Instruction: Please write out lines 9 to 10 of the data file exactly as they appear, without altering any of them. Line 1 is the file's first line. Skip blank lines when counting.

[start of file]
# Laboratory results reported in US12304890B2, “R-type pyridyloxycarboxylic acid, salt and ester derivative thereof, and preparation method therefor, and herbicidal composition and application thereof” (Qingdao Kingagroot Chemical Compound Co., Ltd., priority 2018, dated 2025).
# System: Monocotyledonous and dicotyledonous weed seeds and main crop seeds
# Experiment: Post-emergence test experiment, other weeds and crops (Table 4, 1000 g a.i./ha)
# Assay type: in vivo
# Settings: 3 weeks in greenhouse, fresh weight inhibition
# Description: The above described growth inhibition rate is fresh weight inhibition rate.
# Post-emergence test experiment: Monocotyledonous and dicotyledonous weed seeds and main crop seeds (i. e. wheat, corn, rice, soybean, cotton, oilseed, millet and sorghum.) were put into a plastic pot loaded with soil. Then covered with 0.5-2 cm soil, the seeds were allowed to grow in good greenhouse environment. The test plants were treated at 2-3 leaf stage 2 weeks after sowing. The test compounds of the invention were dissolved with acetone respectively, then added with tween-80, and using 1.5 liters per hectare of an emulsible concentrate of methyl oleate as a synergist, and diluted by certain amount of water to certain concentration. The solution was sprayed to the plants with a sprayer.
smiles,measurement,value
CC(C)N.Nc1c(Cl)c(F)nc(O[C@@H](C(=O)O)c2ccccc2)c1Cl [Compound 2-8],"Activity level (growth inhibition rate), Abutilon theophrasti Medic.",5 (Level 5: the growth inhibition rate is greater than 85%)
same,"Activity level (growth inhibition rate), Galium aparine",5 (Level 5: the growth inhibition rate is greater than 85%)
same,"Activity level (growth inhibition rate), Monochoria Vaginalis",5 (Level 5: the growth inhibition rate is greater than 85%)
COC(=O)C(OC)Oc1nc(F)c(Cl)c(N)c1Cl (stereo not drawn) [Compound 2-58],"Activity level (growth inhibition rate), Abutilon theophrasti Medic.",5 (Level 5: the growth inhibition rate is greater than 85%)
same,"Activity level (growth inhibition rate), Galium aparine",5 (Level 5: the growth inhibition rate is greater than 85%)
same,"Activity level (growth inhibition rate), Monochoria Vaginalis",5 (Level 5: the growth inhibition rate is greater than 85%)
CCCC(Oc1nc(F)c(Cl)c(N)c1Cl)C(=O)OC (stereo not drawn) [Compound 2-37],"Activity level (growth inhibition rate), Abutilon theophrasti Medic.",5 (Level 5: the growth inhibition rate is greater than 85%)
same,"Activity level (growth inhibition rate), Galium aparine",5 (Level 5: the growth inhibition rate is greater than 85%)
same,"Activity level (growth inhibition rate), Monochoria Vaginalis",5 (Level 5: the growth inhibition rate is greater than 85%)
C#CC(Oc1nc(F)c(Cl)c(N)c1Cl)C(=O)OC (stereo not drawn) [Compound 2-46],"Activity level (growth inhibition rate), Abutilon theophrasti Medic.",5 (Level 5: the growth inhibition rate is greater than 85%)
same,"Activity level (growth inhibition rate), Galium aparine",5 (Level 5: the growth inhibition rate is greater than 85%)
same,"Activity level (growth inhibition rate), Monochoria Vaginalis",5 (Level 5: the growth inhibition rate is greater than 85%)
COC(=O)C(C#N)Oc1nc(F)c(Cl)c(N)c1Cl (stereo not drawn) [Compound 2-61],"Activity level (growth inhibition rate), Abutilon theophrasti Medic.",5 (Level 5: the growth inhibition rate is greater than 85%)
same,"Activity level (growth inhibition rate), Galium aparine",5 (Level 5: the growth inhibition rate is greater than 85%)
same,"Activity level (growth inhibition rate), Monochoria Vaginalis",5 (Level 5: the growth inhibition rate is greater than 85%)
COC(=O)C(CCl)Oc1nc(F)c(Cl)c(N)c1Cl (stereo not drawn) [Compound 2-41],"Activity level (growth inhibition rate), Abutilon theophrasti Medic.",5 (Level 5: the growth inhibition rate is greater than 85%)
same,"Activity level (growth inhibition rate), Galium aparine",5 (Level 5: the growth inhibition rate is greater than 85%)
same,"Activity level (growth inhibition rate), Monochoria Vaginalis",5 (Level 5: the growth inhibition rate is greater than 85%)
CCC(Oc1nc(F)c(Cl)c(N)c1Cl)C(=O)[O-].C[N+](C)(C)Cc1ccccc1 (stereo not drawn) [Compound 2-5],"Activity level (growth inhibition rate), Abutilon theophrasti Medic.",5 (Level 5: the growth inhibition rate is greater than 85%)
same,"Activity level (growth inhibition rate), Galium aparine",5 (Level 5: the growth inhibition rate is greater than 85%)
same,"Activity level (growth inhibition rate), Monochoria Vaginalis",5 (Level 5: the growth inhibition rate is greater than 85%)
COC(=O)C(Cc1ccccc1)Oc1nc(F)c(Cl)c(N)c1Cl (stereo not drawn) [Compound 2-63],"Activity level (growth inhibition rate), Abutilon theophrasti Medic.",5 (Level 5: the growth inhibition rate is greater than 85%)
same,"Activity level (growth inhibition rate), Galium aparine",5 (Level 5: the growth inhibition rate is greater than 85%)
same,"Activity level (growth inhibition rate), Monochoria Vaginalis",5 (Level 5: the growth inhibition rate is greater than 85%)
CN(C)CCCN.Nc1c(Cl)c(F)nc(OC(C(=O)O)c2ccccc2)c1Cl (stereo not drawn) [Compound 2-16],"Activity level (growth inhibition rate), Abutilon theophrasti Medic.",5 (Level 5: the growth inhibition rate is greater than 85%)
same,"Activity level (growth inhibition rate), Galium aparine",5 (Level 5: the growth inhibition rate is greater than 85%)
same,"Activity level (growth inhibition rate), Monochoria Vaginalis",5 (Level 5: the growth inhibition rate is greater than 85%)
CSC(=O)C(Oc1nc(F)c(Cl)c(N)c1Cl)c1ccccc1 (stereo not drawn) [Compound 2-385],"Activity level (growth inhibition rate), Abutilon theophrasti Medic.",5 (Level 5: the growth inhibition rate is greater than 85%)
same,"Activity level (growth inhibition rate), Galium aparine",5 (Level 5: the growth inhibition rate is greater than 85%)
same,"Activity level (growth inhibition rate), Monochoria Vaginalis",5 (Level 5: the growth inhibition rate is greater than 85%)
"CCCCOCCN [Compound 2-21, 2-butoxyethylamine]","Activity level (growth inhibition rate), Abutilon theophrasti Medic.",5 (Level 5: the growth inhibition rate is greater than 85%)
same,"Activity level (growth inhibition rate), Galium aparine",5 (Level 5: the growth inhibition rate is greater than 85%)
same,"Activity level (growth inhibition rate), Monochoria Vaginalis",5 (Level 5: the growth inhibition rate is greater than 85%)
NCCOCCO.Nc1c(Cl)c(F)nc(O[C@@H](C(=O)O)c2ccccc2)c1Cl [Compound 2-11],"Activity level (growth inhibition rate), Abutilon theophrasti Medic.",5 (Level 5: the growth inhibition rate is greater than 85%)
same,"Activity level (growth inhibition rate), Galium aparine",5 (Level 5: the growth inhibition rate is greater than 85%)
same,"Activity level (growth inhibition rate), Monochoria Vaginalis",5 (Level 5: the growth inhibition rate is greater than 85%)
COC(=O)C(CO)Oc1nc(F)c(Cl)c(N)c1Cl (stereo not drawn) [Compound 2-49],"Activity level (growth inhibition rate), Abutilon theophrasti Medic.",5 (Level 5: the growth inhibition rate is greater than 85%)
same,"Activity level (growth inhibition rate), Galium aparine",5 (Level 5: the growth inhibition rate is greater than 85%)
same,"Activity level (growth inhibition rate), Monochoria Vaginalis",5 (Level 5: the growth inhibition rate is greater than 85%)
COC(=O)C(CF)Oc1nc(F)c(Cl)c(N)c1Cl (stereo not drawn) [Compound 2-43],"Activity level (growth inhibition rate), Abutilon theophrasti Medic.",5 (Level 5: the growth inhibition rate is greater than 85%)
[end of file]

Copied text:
CC(C)N.Nc1c(Cl)c(F)nc(O[C@@H](C(=O)O)c2ccccc2)c1Cl [Compound 2-8],"Activity level (growth inhibition rate), Abutilon theophrasti Medic.",5 (Level 5: the growth inhibition rate is greater than 85%)
same,"Activity level (growth inhibition rate), Galium aparine",5 (Level 5: the growth inhibition rate is greater than 85%)